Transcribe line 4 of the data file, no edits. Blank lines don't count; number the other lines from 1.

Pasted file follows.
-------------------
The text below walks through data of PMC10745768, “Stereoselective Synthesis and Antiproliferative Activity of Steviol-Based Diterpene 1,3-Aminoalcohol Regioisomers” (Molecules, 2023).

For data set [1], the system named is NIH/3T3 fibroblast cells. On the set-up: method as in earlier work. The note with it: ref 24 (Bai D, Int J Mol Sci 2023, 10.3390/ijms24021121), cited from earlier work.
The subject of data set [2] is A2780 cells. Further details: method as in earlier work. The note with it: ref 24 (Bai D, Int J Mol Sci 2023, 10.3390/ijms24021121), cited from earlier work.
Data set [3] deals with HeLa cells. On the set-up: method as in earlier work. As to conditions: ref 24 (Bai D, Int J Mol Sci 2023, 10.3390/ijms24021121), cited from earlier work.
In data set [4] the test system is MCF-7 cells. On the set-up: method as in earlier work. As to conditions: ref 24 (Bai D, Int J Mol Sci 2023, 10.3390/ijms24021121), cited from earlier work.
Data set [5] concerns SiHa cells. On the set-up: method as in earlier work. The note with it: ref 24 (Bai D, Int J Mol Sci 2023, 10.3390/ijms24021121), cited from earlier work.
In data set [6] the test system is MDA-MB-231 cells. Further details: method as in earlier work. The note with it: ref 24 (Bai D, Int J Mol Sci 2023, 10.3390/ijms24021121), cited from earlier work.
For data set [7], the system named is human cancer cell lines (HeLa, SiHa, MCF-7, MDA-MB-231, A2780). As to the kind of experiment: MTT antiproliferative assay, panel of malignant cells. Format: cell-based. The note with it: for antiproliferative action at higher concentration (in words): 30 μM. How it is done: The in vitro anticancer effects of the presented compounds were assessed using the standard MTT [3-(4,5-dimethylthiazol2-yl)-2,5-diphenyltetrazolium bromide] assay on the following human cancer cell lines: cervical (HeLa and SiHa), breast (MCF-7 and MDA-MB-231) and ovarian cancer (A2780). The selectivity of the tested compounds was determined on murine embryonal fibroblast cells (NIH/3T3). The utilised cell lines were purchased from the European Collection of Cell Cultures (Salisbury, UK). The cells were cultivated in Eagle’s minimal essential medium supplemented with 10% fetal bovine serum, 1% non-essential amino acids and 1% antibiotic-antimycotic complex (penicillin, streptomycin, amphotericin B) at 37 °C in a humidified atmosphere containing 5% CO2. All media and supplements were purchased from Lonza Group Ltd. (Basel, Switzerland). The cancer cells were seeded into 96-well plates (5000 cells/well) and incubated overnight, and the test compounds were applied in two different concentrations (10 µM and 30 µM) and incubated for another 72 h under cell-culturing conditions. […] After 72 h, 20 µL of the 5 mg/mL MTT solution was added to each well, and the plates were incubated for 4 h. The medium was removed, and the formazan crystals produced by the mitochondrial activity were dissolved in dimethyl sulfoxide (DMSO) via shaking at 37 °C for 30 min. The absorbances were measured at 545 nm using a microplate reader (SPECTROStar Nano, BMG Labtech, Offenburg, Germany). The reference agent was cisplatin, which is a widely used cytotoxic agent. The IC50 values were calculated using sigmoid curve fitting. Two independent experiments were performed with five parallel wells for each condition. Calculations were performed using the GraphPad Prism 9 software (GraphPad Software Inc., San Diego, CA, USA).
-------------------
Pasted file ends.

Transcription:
Data set [3] deals with HeLa cells. On the set-up: method as in earlier work. As to conditions: ref 24 (Bai D, Int J Mol Sci 2023, 10.3390/ijms24021121), cited from earlier work.